Winning ways end early for young men’s soccer team

It’s all over. The final game has been played. The equipment has been packed up and the leaves have begun to change color. The Oswego State men’s soccer team’s season is over, and it was a disappointment.

The Lakers ended their 5-10-1 campaign with a 3-2 overtime loss to SUNY Cortland Saturday at Laker Field. The loss marked the end of a streak that saw the Lakers drop nine of their last 10 games. For the first time in over seven years, the Lakers failed to win a single conference game. Injury and inexperience conspired to undermine the Lakers’ season, which started promisingly with the team winning five of its first six games.

Injuries affected the Lakers early when fifth-year senior and co-captain, German Collazo suffered his second season-ending injury in as many years. The star midfielder fell victim to a knee injury before the season began. Senior Lucas Petite and sophomore Andrew McBride followed Collazo to the DL. Junior P.J. Goodwin and senior Bryan Pacchiana were also among the walking wounded.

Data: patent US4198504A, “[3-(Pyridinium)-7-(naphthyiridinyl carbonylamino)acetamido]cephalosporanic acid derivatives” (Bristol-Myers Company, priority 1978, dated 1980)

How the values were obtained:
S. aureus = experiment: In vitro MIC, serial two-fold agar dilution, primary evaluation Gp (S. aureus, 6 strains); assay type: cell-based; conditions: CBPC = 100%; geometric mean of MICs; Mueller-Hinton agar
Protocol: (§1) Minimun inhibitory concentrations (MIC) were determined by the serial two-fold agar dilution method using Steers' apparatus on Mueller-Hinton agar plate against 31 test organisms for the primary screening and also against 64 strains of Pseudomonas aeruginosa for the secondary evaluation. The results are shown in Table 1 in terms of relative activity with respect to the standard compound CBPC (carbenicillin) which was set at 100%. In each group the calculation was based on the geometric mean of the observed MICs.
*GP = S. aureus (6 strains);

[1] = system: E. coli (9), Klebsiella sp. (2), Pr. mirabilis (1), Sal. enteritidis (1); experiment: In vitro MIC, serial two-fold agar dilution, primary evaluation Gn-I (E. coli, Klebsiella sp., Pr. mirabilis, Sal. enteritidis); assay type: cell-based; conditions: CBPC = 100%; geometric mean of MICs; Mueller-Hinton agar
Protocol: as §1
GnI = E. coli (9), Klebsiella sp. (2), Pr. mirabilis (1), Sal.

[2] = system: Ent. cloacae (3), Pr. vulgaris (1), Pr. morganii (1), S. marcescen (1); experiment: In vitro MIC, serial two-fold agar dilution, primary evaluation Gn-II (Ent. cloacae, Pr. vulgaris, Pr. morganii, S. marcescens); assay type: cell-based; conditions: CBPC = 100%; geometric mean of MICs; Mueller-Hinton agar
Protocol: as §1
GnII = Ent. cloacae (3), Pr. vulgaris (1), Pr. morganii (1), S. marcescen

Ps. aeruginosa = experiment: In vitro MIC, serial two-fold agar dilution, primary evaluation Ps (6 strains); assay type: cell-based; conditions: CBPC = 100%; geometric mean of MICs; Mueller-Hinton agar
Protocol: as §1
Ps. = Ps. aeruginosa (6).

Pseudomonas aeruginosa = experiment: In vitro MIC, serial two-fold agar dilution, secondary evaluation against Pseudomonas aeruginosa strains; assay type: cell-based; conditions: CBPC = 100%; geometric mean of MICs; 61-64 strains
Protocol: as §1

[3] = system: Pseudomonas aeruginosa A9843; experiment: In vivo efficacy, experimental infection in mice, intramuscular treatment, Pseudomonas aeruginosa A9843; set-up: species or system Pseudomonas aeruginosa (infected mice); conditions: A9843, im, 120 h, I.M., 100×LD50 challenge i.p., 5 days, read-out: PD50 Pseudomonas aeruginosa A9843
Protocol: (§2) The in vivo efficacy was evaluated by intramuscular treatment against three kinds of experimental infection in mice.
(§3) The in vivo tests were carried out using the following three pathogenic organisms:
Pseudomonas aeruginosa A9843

“All season we were pretty beat up,” said senior defenseman Jake Honan. “Each of us had our own little injuries here and there that we had to miss games for.”

Andrew Bordash was one of seven freshmen starting in the Lakers injury-riddled lineup.

“I thought that a few of us really came, stepped up and played well,” he said. “But none of us really understood the whole SUNYAC. It’s a whole other level of intensity. Bigger kids, they hit harder, and you get knocked around easier.”

The injuries forced the Lakers, already the youngest team in the conference to dig deep into their young reserves.

“We had 17 newcomers and 14 returners, a lot more new comers than returners,” said assistant coach Antony Greene said. “With [SUNYAC] being such a competitive league, having such an inexperienced team made it hard for us to compete.”

Lakers head coach Robert Friske echoed Greene’s sentiment.

“I remember two or three weeks ago saying that we looked more like an M*A*S*H unit than a soccer team,” he said.

The Lakers claim that the injuries bought them together as a cohesive group.

“This is a close-knit group,” Honan said. “We’re good friends on and off the field.”

“We’re [the] Oswego State soccer team; we’re a family,” Collazo said.

With a roster of 17 sophomores, next year’s returners will use the experience gained during the injury-laden 2011 season. The 2012 Lakers will use that advantage in attempting to become a dominate force in SUNYAC.

“It’s all about experience at the college level,” Pettit said. “It’s about having more games under your belt and knowing not to make those mistakes again.”